their relatives felt on that sad 'morrow.

 

Parc Slip is now a nature reserve,

a memorial, those heroes deserved,

Birdsong is heard each single day,

lost souls at last finding their way.

Pit Ponies


By arthur.cole, 2019-03-10

PIT  PONIES

I was four when I started, my life underground,

stabled below, coal dust would abound.

Miners my friends, they treated me well,

for one, oh so young, the face was like hell.

 

The dust and the gas, the air putrified,

the miners would crawl on their bellies and sides.

After pulling the journeys for eight hours a day,

I lay in my stable, on soft and warm hay.

 

Fifty weeks of the year we'd work together,

think what I'd give for fresh air, fine weather.

Then it would come, two weeks on top,

roaming the fields, a nice gentle trot.

 

The air I took in, so fresh and clean,

the weeks would fly by, then back to the seam.

Ten years I would work, with the brave men below,

but my time it did come, up top I would go.

 

Up in the cage, to the top of the pit,

they patted my head, you deserve it.

Checked by the vet, then down to the field,

where for two weeks a year, always spring heeled.

 

A pit ponys life was hard and so tough,

I made many friends, took the smooth with the rough.

Life in the field, is the way it should be,

for ponies who started out young, just like me.

Pen-Y-Fan


By arthur.cole, 2019-03-10
Pen-Y-Fan

'Pen-Y-Fan'

She's a jewel in the crown, a snow covered peak,

a stairway to heaven, though in winter so bleak.

An everlasting reminder, of a glacial past,

formed out of sandstone, dark shadows cast.

A Bronze age cairn, on her summit stands proud,

elements defied, mystical views they astound.

'Ashes of the dead' long ago there entombed,

meadowsweet flowers, now sadly exhumed.

She's a sight to behold, when shrouded in mist,

when covered by snow, she's a peak to resist.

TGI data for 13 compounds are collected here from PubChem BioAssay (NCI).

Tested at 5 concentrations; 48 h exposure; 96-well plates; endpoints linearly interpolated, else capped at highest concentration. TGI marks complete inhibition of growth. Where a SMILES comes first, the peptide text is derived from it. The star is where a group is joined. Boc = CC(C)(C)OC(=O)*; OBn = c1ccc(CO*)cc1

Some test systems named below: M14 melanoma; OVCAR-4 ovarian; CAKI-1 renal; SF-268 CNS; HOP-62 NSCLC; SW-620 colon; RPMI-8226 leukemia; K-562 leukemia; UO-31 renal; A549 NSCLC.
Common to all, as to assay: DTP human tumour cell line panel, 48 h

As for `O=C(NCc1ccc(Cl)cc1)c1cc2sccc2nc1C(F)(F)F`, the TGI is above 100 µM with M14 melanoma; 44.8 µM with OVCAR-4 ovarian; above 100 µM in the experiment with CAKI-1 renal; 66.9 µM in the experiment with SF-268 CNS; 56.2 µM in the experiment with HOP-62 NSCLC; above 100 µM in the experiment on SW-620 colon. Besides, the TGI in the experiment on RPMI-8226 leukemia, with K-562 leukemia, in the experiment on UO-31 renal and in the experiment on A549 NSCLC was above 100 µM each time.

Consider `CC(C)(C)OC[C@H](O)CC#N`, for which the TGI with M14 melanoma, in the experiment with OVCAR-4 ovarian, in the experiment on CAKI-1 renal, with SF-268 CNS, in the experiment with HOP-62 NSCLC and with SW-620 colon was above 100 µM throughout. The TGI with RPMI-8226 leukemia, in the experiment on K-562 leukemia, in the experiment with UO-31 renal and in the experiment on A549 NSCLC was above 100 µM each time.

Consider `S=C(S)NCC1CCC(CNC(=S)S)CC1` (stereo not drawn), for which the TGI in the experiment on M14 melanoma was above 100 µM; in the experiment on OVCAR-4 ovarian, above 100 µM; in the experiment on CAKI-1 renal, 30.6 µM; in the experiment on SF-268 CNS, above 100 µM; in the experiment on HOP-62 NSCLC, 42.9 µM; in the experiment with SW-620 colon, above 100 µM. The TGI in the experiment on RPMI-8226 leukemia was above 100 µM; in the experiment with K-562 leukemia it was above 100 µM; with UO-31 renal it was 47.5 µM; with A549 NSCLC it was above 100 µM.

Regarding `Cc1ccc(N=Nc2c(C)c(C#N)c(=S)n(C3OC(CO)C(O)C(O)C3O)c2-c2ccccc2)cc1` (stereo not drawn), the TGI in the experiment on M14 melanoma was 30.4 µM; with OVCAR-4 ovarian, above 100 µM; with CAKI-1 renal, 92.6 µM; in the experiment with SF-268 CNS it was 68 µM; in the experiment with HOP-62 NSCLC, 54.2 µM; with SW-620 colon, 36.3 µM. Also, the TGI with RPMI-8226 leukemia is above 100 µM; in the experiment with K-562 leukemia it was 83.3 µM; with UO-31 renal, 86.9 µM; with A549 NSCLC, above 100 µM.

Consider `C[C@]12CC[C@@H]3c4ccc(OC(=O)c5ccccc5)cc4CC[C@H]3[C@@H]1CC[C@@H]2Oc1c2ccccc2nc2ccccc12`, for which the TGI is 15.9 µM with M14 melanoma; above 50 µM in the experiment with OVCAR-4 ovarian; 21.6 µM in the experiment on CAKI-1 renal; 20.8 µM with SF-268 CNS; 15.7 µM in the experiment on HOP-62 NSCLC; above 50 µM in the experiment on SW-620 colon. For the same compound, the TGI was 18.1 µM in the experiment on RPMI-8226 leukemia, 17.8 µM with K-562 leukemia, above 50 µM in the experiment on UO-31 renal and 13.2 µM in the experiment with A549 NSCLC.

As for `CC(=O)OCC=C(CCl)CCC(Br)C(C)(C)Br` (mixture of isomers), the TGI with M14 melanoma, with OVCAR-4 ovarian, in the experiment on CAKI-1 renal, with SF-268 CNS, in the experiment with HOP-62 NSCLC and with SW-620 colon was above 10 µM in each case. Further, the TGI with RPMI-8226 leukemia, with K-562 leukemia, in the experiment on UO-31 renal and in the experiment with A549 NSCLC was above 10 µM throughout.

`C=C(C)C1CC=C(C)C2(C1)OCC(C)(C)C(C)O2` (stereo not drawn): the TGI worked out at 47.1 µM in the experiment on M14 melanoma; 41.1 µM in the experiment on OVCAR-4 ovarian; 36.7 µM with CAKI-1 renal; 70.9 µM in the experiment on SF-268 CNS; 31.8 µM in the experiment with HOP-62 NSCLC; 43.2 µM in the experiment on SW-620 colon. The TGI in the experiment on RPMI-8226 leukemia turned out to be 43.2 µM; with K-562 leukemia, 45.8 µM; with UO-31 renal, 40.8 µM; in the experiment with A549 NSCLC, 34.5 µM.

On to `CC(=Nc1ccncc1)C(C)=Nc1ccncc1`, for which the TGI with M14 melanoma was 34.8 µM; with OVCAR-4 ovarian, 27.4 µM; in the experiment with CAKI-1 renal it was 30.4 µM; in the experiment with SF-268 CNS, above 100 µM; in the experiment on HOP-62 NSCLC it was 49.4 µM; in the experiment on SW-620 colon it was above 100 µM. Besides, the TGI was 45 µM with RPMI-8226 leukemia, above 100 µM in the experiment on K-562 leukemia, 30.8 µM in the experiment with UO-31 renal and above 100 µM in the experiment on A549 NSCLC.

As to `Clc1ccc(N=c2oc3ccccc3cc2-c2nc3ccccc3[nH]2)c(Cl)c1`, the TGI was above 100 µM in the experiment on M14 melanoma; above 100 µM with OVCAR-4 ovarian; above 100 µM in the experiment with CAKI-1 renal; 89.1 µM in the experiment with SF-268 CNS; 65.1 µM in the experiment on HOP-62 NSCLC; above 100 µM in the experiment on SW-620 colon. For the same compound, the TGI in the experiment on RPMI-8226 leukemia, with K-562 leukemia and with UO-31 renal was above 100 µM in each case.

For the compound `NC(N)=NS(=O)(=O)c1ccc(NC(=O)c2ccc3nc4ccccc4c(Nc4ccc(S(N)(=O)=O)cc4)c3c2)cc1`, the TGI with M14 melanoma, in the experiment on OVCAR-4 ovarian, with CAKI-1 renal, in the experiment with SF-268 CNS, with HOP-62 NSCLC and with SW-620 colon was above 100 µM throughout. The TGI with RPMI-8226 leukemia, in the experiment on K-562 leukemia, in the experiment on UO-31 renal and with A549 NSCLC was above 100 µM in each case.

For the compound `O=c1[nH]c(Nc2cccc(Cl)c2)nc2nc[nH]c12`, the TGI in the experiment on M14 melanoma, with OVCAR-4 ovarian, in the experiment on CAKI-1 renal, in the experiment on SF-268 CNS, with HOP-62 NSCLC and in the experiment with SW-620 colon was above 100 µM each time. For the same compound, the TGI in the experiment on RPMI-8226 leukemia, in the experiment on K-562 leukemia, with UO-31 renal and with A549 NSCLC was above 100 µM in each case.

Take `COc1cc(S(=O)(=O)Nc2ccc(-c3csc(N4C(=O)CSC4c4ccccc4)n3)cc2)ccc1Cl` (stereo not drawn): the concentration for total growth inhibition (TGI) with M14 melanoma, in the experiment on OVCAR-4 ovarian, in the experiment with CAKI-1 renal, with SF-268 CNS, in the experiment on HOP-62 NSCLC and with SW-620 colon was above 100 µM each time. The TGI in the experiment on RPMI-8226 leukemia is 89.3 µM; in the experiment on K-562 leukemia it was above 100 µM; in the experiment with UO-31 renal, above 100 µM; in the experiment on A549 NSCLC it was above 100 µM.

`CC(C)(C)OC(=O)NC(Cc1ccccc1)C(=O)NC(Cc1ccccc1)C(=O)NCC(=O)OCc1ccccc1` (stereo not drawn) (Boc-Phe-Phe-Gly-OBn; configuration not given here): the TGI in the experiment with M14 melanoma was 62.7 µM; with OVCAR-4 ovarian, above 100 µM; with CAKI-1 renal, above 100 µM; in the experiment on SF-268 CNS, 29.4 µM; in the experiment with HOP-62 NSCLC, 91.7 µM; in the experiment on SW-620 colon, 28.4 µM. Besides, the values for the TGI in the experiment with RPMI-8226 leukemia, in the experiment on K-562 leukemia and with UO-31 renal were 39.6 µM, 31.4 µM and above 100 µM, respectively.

She's a taker of life, when her spirits are stirred,

hail, rain and snow, killer elements converge.

To modern day pilgrims, a muse she's become,

a bucket list challenge, erosion succumbed.

'The Beacons' she rules, such a majestic sight,

on a fine summer's day, one of pure delight.

  

MinIng Poetry


By arthur.cole, 2019-03-09
MinIng Poetry

My Coal Mining Poetry book 'An Industry Now Lost'

World War One Poems


By arthur.cole, 2019-03-09
World War One Poems

This is my World War One Book of Poems

Aberfan Poem


By arthur.cole, 2019-03-09

At 9.15 am on Friday the 21st October 1966, a colliery spoil tip collapsed into many

homes, and the Pantglas Junior School, killing 116 children and 28 adults.

This poem is dedicated to them.  May they all Rest In Peace.

 

ABERFAN

 

Slag and slurry, the devil incarnate,

robbed a village of lives and didn't abate.

On that early morn, the sun fell from the sky,

a giant black shadow drowned their small cries.

                                                           

Teachers’ and children fighting for air,

the slag and the slurry laid the school bare.

Completely covered by the river of black,

many souls lost, if we could only go back.

 

The village would come, with all haste and speed,

digging with hands, miners taking the lead.

Mothers wailing, where is my child?

the black stuff still sliding, a torrent so vile.

 

The number it took was one forty-four,

if only God had allowed a few hours more.

Half term it would be later that day.

souls that we lost, would have been on their way.

 

The survivors they numbered one forty-five,

sad and heartbroken, however, alive.

God bless you all, please rest in peace,

never forgotten, our love will not cease.

POET FOR THE COMMON MAN


By arthur.cole, 2019-03-09

I WAS BORN IN CAERAU A SMALL MINING VILLAGE AT THE TOP OF THE LLYNFI VALLEY, MAESTEG. MY DAD WAS A MINER, AS WERE ALL MY CLOSE FAMILY.I JOINED THE POLICE SERVICE IN 1967 AND SERVED OVER 30 YEARS, RETIRING AS A DETECTIVE SERGEANT.

AT THE END OF 2015 I BEGAN WRITING POETRY, THE GENRES BEING COAL MINING AND THE FIRST WORLD WAR. IN FEBRUARY 2016 I WROTE A CRIME THRILLER TITLED 'UNETHICAL CONDUCT' WITH THE HELP OF MY NOW CO-AUTHOR NIGEL WILLIAMS.

I NEVER INTENDED WRITING ANOTHER BOOK, IT WAS JUST A BUCKET LIST EFFORT, HOWEVER NIGEL AND I THEN BEGAN WRITING TOGETHER. WE SELF PUBLISHED THE NEXT 8 BOOKS ON AMAZON, DONATING THE ROYALTIES NEARLY £2,000 TO CHARITY.

IN MAY LAST YEAR I WAS LUCKY ENOUGH TO GET MY POETRY PUBLISHED BY 'WORDCATCHER PUBLISHING' CARDIFF. OWNED BY DAVID NORRINGTON.

AS WEL AS MY POETRY DAVID THEN DECIDED TO RE-PUBLISH ALL OUR BOOKS, GIVING THEM BRAND NEW COVERS, BUT KEEPING THE SAME TITLES, SO THAT READERS WOULDN'T RE-PURCHASE.

THE FIRST BOOK 'UNETHICAL CONDUCT' HAS JUST BEEN RELEASED ON KINDLE AND THE PAPERBACK SHOULD BE AVAILABLE IN A FEW WEEKS.

WE HOPE TO RELEASE THE SERIES AT REGULAR INTERVALS.

I HAVE MY OWN POETRY PAGE ON FACEBOOK WHICH IS PUBLIC, SO ANYONE CAN VIEW AND JOIN, THERE ARE OVER 280 POEMS ON THE SITE 'ARTHUR'S POEMS AND ANECDOTES.

NIGEL AND I ALSO HAVE A SEPERATE PAGE FOR THE THRILLERS TITLED 'THE TERRY MCGUIRE THRILLERS' AGAIN A PUBLIC PAGE THAT ANYONE CAN VIEW.